//selling your imagination


I love being an artist. The only time I’m happier than when I’m drawing is when I’m writing. Art is a special kind of communication for me – a love language shared between myself and the image coming to life on paper. However, it’s not all ease and romance, and since I have several friends who are considering branching into art-selling, I thought I’d cover a few of the pros and cons.




• Sometimes, my muse is a brat. She folds her arms and turns her back on me, and I’m left scrapping and re-scrapping every attempt. This can be detrimental and aggravating, especially if I’m working on a commission. It can take a ridiculous amount of months to come up with a finished product that satisfies me, because I refuse to send out less than my best. The client didn’t pay for my mediocrity. [Note: when my commissions take a particularly long time, I send along something extra I know the client will appreciate to make up for the extended deadline.]

• Sometimes what the client requests just isn’t possible, and there are times I need to tell them that I lack the ability to draw what they want. This is never easy, but I have to be willing to admit that there are some things I just can’t do, no matter how hard I try. I’m still learning (and will hopefully always be) and there are some things I simply haven’t mastered yet.




• I get to make money doing something I love. There’s nothing quite like the feeling of receiving a payment and an “I love it!” from a client, when you thoroughly enjoyed every second of the making.

• I get constant practice. There are days I don’t feel like drawing but I have to anyway, because I have a commission waiting. A few minutes into it and I’m back in the groove. It keeps me from getting rusty.

• I get to draw things and people I would never draw otherwise. I’ve drawn lizard-men and Art Nouveau-style Silmarillion illustrations and graphic-novel-style pictures of Chris Evans. I get to kick back, turn on an anime, and channel creative energy into making something that will hopefully please someone else whenever they look at it.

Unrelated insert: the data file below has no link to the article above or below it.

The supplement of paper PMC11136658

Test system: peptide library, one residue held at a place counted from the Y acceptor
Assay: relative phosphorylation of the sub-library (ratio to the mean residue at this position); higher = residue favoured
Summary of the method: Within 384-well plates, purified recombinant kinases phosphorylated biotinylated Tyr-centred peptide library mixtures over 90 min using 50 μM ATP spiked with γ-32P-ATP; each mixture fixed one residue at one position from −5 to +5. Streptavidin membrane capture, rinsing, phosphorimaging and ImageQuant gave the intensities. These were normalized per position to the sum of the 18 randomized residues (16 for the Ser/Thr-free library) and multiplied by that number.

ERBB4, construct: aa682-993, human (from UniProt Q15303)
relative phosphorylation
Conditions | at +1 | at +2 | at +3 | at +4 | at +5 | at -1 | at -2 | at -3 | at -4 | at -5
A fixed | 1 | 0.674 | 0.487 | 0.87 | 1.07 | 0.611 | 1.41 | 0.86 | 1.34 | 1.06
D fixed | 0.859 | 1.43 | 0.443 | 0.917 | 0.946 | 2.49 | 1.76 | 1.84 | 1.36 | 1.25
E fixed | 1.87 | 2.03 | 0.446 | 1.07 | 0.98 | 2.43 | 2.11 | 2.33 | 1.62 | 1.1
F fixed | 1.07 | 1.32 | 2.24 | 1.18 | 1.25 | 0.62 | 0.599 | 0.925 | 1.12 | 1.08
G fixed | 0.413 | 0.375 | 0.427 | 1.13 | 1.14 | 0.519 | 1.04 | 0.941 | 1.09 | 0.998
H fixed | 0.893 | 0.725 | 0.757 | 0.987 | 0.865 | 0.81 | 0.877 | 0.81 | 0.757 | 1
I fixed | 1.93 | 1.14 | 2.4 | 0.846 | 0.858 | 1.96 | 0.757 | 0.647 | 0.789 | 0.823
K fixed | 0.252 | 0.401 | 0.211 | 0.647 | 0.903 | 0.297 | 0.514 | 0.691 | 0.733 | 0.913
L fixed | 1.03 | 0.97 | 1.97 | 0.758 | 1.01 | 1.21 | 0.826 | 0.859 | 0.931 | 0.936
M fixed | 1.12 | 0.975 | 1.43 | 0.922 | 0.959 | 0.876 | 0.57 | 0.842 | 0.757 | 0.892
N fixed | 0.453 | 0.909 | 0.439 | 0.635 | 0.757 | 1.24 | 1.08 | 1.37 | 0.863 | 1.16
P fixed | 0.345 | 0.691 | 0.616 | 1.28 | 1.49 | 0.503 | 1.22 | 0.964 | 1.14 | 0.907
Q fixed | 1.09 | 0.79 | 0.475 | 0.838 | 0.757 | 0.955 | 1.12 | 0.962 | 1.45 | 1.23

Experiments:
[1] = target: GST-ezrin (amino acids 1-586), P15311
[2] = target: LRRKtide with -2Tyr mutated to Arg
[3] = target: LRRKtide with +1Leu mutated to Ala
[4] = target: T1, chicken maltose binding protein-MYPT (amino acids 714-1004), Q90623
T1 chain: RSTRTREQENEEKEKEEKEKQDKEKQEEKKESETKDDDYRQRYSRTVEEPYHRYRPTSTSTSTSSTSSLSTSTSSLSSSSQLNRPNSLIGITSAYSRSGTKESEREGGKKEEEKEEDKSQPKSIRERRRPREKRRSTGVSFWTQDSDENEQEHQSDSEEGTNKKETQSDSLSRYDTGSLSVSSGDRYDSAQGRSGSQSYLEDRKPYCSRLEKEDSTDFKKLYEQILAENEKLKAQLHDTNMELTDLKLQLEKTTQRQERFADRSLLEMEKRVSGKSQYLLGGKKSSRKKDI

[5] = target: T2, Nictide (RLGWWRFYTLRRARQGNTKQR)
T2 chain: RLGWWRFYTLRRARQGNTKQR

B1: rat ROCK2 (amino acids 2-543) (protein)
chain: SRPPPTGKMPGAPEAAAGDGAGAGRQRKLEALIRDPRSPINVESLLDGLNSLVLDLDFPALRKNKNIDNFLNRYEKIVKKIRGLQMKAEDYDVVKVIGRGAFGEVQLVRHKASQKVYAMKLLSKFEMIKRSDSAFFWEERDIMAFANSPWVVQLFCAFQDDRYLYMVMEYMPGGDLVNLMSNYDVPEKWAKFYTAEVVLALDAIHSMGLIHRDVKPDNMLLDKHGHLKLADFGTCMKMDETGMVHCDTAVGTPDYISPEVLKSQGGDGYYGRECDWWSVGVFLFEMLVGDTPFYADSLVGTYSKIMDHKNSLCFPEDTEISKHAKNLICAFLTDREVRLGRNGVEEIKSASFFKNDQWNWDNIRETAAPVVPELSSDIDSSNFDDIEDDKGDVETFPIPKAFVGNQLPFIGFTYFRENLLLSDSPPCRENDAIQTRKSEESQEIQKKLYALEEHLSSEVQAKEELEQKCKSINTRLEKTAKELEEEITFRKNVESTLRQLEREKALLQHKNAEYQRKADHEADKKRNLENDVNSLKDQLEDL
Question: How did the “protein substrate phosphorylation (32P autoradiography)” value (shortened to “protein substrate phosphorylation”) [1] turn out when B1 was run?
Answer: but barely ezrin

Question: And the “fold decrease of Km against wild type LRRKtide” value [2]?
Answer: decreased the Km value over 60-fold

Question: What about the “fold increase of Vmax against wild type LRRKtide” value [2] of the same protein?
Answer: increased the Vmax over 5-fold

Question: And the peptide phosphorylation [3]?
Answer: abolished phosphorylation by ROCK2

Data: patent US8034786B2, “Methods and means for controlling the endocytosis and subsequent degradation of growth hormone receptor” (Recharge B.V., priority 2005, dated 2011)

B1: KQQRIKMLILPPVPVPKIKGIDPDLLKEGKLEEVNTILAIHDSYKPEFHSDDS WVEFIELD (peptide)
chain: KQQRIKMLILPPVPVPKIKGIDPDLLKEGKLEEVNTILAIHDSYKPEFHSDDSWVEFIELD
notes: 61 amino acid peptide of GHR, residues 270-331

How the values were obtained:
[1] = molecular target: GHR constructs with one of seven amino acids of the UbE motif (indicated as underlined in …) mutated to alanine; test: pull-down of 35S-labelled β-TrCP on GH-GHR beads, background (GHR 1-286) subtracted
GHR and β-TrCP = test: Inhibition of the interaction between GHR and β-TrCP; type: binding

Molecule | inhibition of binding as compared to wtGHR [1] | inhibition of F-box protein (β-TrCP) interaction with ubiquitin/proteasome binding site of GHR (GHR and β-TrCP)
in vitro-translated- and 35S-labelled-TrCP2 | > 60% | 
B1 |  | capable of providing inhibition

So do I think you should do it? I do. The fun and satisfaction far outweigh the struggles and frustrations, although frequently if you look into my room you’ll see me slapping my face with a sheet of blank paper, hoping to imprint the desired idea onto the page. [It hasn’t worked yet.] But I firmly believe that creating good art is completely worthwhile, even when it drives me up the wall, and if you can make money doing it – shoot for the moon. Just don’t overcharge.


11 thoughts on “//selling your imagination”

  1. xD ::extremely satisfied customer here:: You should so totally comission Merry Hearted Whirligig. I love it when I say “can you do ______________” and she responds with *AHHHHHHHHHHHHHHHHHH* and then watching the piece go from sketch to line art to finished piece is so much fun. Also there are times when she’s right, things take longer. (Bucky Barnes usually just pops up glaring >.< and she is all "well that's easy" and he arrives in record time) But it's always worth it.


  2. You’ve actually pointed out some things that I hadn’t really thought through myself! I’ve been wanting to do commissions but the idea of not being able to draw something for someone is a little discouraging. But it really is constant practice! And I really like the idea of sending along a little extra something because of an extended practice.


  3. I’m glad to hear slapping yourself repeatedly with a piece of paper doesn’t work for you either, or I might have been jealous. I was starting to think that it was just me….


  4. Thank you for this! I think it applies to more than just this particular medium of art too, which is great! You’re amazing, darling, as always. ^_^


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